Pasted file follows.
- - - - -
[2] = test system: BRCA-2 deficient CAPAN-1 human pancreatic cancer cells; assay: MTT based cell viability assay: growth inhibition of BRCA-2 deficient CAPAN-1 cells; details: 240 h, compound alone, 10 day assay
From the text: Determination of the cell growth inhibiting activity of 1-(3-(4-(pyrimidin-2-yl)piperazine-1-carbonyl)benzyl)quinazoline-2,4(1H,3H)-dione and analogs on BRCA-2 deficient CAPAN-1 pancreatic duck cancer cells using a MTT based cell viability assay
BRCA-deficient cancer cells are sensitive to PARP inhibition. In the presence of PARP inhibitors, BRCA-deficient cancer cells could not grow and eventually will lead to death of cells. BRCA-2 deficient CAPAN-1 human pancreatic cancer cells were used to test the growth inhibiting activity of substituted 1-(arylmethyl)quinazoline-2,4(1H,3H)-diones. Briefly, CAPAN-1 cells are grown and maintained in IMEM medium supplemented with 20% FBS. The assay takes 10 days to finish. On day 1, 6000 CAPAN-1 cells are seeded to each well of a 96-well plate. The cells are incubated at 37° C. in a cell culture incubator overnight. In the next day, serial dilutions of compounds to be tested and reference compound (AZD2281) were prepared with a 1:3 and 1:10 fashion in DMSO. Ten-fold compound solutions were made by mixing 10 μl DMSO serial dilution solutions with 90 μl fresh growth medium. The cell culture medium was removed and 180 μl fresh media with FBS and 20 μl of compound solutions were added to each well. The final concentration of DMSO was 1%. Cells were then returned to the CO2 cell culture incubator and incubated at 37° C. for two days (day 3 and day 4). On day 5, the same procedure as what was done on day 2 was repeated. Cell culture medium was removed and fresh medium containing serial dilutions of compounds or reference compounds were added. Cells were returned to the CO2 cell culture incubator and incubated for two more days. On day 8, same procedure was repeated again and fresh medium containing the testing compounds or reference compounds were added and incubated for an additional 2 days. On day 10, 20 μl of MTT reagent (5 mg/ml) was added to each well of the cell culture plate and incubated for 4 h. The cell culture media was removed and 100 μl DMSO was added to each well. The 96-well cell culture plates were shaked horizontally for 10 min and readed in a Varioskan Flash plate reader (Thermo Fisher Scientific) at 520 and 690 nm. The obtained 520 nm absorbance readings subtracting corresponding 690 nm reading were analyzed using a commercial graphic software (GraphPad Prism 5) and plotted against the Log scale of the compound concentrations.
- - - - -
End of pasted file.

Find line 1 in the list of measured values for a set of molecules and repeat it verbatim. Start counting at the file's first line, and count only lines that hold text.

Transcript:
[2] = test system: BRCA-2 deficient CAPAN-1 human pancreatic cancer cells; assay: MTT based cell viability assay: growth inhibition of BRCA-2 deficient CAPAN-1 cells; details: 240 h, compound alone, 10 day assay